The Chobe elephants: one species, two niches
Contribution to Book
Elephants and Savanna Woodland Ecosystems: A Study from Chobe National Park, Botswana
C. Skarpe, J.T. du Toit, S.R. Moe
Wiley-Blackwell and the Zoological Society of London, Chichester, UK
Botswana is a stronghold of the African savanna elephant, Loxodonta africana africana. There are more elephants in Botswana, and they are all in the northern part of the country. This chapter shows that population estimates are only crude predictors of elephant effects on woody vegetation because of significant sex differences in elephant ecology, which occur at multiple scales. Sexual size-dimorphism, although pronounced in elephants, is common among large mammals and probably evolved through competition among males for mating opportunities in polygynous breeding systems. Chobe is renowned for its large aggregations of elephants on the floodplain, where 100 or more elephants can be seen together in the dry season. Elephant population surveys still routinely lump elephant sex and age classes together, so managers and researchers have to work with crude total-population data when addressing issues of elephant-driven disturbance to vegetation.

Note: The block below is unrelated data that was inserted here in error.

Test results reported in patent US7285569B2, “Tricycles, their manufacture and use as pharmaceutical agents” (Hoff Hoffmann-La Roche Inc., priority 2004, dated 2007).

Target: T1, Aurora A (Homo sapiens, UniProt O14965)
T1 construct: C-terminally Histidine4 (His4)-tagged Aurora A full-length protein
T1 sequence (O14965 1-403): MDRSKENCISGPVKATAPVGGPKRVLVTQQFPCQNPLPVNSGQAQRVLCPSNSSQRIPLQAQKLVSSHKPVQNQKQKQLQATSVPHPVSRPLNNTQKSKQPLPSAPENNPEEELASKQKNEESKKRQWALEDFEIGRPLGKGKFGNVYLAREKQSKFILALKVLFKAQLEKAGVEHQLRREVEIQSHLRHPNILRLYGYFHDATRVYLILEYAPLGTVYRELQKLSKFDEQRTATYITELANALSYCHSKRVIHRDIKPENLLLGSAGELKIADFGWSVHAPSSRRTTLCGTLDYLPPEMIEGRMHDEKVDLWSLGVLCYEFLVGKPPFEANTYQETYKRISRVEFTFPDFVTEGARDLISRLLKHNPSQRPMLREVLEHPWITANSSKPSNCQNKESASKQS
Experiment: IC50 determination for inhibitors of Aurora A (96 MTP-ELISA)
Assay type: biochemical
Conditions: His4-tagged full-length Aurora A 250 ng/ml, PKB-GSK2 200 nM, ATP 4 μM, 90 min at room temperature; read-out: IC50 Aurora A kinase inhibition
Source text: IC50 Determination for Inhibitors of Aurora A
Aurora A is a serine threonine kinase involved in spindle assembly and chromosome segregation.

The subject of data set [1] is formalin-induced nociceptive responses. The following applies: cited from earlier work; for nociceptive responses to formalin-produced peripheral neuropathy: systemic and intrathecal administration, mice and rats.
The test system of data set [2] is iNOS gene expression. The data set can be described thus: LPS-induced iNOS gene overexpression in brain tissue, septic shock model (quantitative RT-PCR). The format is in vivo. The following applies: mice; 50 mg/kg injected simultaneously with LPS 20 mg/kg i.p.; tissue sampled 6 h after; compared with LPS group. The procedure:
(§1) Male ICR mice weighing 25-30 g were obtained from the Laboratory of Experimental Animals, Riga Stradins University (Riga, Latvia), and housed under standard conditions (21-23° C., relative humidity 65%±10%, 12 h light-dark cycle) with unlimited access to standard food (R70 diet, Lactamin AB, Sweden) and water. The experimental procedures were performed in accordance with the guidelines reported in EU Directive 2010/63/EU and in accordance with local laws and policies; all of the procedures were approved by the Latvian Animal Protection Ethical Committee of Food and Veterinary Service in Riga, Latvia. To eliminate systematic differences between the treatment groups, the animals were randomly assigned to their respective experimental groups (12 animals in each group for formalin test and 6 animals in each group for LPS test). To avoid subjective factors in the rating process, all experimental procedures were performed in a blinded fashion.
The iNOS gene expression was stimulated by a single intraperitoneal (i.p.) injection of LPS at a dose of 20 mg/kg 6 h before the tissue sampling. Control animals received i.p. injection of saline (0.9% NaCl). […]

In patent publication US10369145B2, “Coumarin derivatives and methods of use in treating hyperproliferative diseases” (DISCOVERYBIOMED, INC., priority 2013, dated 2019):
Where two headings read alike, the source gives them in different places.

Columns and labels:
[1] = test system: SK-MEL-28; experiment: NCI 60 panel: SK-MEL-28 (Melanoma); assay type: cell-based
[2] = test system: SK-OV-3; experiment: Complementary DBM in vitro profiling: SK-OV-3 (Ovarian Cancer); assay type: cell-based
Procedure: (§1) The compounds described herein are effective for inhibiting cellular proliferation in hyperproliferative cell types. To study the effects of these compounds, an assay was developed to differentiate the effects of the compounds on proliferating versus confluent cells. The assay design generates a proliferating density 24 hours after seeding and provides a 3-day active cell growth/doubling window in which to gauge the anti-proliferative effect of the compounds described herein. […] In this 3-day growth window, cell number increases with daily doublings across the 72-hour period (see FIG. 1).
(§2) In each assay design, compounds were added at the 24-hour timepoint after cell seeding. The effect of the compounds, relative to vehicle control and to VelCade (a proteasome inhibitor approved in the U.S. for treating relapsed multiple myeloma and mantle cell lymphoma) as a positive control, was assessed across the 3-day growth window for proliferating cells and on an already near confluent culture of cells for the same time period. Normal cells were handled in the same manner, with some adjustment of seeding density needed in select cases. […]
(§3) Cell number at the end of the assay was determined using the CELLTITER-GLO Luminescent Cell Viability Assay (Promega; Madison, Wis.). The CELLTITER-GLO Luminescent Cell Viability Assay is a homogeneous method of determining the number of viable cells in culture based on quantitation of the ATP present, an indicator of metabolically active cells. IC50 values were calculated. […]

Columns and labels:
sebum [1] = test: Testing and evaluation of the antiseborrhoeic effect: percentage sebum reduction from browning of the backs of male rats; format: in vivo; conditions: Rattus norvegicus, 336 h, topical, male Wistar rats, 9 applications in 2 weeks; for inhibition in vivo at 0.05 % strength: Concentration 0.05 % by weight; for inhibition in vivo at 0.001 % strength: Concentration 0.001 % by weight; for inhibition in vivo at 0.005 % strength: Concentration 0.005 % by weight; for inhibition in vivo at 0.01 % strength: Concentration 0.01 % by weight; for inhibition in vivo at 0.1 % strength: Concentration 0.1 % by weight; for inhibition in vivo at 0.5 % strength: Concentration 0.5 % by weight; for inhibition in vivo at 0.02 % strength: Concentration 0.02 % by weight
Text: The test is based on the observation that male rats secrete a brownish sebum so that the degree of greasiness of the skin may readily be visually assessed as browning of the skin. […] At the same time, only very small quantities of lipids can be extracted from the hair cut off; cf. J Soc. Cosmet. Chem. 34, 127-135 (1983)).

Stokke, S. & du Toit, J.T. 2014. The Chobe elephants: one species, two niches. Pages 104-117 in: C. Skarpe, J.T. du Toit & S.R. Moe (eds.) Elephants and Savanna Woodland Ecosystems: A Study from Chobe National Park, Botswana. Wiley-Blackwell and the Zoological Society of London, Chichester, UK.